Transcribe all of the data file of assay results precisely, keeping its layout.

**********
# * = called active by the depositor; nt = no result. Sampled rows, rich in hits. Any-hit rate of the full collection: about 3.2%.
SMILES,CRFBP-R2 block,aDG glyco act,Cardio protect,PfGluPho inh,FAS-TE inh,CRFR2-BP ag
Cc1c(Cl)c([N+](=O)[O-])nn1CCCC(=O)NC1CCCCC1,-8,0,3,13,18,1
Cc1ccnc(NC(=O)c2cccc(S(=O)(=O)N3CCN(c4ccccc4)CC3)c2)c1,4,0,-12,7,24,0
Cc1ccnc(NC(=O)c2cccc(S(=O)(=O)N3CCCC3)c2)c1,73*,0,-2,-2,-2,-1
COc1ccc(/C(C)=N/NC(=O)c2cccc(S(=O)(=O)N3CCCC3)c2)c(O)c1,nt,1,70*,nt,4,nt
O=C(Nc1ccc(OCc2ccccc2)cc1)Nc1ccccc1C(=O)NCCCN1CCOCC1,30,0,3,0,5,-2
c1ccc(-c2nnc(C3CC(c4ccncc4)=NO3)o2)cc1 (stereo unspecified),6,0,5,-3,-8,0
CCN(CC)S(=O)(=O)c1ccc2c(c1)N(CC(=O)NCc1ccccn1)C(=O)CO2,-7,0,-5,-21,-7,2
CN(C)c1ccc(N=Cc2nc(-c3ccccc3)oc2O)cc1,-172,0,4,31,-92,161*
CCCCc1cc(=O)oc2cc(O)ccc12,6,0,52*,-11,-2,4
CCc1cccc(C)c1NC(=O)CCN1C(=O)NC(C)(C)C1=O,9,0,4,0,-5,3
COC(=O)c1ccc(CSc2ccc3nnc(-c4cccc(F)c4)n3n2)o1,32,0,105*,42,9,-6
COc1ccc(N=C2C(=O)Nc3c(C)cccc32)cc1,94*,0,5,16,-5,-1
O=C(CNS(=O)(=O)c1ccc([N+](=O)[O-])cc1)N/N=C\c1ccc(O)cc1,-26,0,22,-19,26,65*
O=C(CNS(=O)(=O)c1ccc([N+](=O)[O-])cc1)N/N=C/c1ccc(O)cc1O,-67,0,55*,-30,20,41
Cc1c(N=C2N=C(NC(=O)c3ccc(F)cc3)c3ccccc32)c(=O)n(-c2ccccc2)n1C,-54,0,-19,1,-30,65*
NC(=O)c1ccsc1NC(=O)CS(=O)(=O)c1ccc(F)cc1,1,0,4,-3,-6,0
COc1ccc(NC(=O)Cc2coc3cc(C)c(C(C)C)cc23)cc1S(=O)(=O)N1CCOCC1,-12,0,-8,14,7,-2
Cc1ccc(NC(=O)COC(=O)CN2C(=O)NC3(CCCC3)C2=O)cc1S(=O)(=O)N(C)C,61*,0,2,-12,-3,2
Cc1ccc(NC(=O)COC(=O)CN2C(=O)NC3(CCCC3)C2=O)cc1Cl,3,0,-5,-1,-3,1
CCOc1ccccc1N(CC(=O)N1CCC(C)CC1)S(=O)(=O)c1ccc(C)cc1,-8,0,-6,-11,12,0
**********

# * = called active by the depositor; nt = no result. Sampled rows, rich in hits. Any-hit rate of the full collection: about 3.2%.
SMILES,CRFBP-R2 block,aDG glyco act,Cardio protect,PfGluPho inh,FAS-TE inh,CRFR2-BP ag
Cc1c(Cl)c([N+](=O)[O-])nn1CCCC(=O)NC1CCCCC1,-8,0,3,13,18,1
Cc1ccnc(NC(=O)c2cccc(S(=O)(=O)N3CCN(c4ccccc4)CC3)c2)c1,4,0,-12,7,24,0
Cc1ccnc(NC(=O)c2cccc(S(=O)(=O)N3CCCC3)c2)c1,73*,0,-2,-2,-2,-1
COc1ccc(/C(C)=N/NC(=O)c2cccc(S(=O)(=O)N3CCCC3)c2)c(O)c1,nt,1,70*,nt,4,nt
O=C(Nc1ccc(OCc2ccccc2)cc1)Nc1ccccc1C(=O)NCCCN1CCOCC1,30,0,3,0,5,-2
c1ccc(-c2nnc(C3CC(c4ccncc4)=NO3)o2)cc1 (stereo unspecified),6,0,5,-3,-8,0
CCN(CC)S(=O)(=O)c1ccc2c(c1)N(CC(=O)NCc1ccccn1)C(=O)CO2,-7,0,-5,-21,-7,2
CN(C)c1ccc(N=Cc2nc(-c3ccccc3)oc2O)cc1,-172,0,4,31,-92,161*
CCCCc1cc(=O)oc2cc(O)ccc12,6,0,52*,-11,-2,4
CCc1cccc(C)c1NC(=O)CCN1C(=O)NC(C)(C)C1=O,9,0,4,0,-5,3
COC(=O)c1ccc(CSc2ccc3nnc(-c4cccc(F)c4)n3n2)o1,32,0,105*,42,9,-6
COc1ccc(N=C2C(=O)Nc3c(C)cccc32)cc1,94*,0,5,16,-5,-1
O=C(CNS(=O)(=O)c1ccc([N+](=O)[O-])cc1)N/N=C\c1ccc(O)cc1,-26,0,22,-19,26,65*
O=C(CNS(=O)(=O)c1ccc([N+](=O)[O-])cc1)N/N=C/c1ccc(O)cc1O,-67,0,55*,-30,20,41
Cc1c(N=C2N=C(NC(=O)c3ccc(F)cc3)c3ccccc32)c(=O)n(-c2ccccc2)n1C,-54,0,-19,1,-30,65*
NC(=O)c1ccsc1NC(=O)CS(=O)(=O)c1ccc(F)cc1,1,0,4,-3,-6,0
COc1ccc(NC(=O)Cc2coc3cc(C)c(C(C)C)cc23)cc1S(=O)(=O)N1CCOCC1,-12,0,-8,14,7,-2
Cc1ccc(NC(=O)COC(=O)CN2C(=O)NC3(CCCC3)C2=O)cc1S(=O)(=O)N(C)C,61*,0,2,-12,-3,2
Cc1ccc(NC(=O)COC(=O)CN2C(=O)NC3(CCCC3)C2=O)cc1Cl,3,0,-5,-1,-3,1
CCOc1ccccc1N(CC(=O)N1CCC(C)CC1)S(=O)(=O)c1ccc(C)cc1,-8,0,-6,-11,12,0